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Startup Innovation Challenge

Can insect protein find its place in processed foods?

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With interest in sustainable eating on the rise, can insect protein finally shake off the novelty factor and find its place in processed food products? “Absolutely,” says this Swedish startup. “Our protein extraction know-how is an enabler.”

Insects have attracted a lot of attention as a sustainable source of animal feed, particularly in Europe, which is not self-sufficient in protein and relies on soy imports for feed.

More than 5,000 tonnes of insects have been commercialised by European insect producers since July 2017 when the EU approved the use of insect protein in aqua feed, according to a survey by Brussels-based trade association, the International Platform of Insects for Food and Feed (IPIFF).

However, demand for insects in food also has potential, says IPIFF, which predicts European insect production will increase to around three million tonnes by 2030, of which 10% will be used exclusively for food.

One Swedish startup, Tebrito, is getting ready to meet this demand.  It has developed a proprietary process that allows it to extract an 88% protein-rich ingredient from mealworms (Tenebrio Molitor). The final ingredient is a tasteless and odourless powder that is neutral in colour and highly nutritious.

“[Our] insect protein has almost limitless applications in the food and beverage industry,” Bertrand Giorgi, the company’s COO, told Fi Global Insights. “The essential amino acid index is on a par with beef (1.6) and the high-quality powder has no taste, smell or odour. With its very good palatability and digestibility, it’s a virtual plug-and-play protein delivered.”

Tebrito worked with R&D experts at the Swedish University for Agriculture for two years in order to perfect its proprietary method for protein extraction, and also extracts oil and chitin from mealworm. 

“The oil can be used as a palm oil substitute, and even butter! From insect oil we can isolate lipids that represent an easily digestible source of energy with high lauric acid content. Chitin has plenty of application possibilities from surgery thread to water-repelling fibre in the textile industry.”

It is currently involved in development projects with several food players in Scandinavia for products ranging from high-protein foods to a simple broth, and is also working with the Swedish innovation agency, Formas, to develop insect-based food products. Tebrito was also selected to take part as finalist in the Startup Innovation Challenge held at Fi Europe CONNECT 2020.

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Overcoming the ‘yuck factor’

Although public interest in sustainable foods and plant-based or meat-reducing diets has exploded in recent years, it seems insect protein has not attracted as much attention as plant-based proteins or cell-cultured meat.  However, Giorgi says this is more of a media perception than an industrial reality.

“Insect companies are developing capacities, setting up an industry to offer quality substitute to soy for animal nutrition. This is especially true for aquaculture and pet food. Despite giant capitalization, we still haven’t seen a consumer leaving a shop with a cell-cultured burger patty in his shopping bag."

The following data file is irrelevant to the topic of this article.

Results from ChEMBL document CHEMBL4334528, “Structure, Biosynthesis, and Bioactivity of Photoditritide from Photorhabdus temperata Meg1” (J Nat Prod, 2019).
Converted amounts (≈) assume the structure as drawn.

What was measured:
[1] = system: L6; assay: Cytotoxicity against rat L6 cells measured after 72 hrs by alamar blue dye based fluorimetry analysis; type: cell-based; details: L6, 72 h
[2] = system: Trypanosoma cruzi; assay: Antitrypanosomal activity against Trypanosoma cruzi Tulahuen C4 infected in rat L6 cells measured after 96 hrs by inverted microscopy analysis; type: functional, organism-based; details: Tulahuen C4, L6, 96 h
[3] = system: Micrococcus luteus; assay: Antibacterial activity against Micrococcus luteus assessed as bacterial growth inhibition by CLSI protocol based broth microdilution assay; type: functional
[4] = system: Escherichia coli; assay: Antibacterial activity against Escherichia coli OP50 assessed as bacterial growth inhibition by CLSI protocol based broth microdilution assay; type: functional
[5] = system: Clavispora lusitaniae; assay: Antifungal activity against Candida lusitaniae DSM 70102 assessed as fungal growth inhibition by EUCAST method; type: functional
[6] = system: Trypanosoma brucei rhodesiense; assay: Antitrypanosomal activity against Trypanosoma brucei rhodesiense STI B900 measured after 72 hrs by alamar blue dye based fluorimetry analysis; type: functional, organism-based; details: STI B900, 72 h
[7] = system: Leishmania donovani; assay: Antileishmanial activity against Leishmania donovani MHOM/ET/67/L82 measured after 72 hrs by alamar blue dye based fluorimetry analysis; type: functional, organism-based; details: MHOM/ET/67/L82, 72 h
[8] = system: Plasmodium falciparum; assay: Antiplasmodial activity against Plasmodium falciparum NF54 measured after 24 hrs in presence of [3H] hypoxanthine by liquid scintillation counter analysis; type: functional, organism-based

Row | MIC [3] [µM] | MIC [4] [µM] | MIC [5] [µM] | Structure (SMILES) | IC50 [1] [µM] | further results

"On the contrary we see consumers gladly adopting insect-fed salmon or trying insect-based food they can afford and enjoy.”

Nevertheless, the entomo-entrepreneur admitted that, so far, insect protein has struggled to find a place in processed food products.

“This is precisely the pain that Tebrito wants to solve. Our industrial scale ambitions combined with our extraction know-how is an enabler.” Giorgi said.  “The challenge was to make insects invisible to help Western customers get over the ‘yuck’ factor and directly consume insect protein as part of their food [rather than] a feed ingredient for animals to be later consumed.”

A circular economy model

Tebrito has built its business on a circular economy model, sourcing left-over cereal and discarded vegetables to feed its insects. It is also in the process of exploring feed-grade by-products from the pulp and paper or beer industry to give its mealworms.

Going forward, the company intends to establish a network of medium-sized units to grow its insects, collaborating with processing centres to optimise the supply chain by keeping feed sourcing local, reducing capital requirements and keeping transport to a minimum.

“Lots of options are still open but we want to be a truly climate-smart alternative, in price and quality, to existing protein solutions in the market segments [where] we operate,” Giorgi said.

Food manufacturers using insect protein in their products in the EU have faced regulatory hurdles with the ingredient deemed to be a novel food. However, Tebrito does not see this as a significant barrier to doing business.

“The EU has put a lot of emphasis on insects in the frame of the Green Deal and Farm to Fork strategies, [and] the EU Novel Food Act does not seem to be a barrier, rather a sound platform to provide safety and transparency to the growing insect food industry,” Giorgi added.

Tebrito raised €250,000 in October 2019 to set up a pilot plant and raised a further €800,000 this month (November 2020) to scale up operations.

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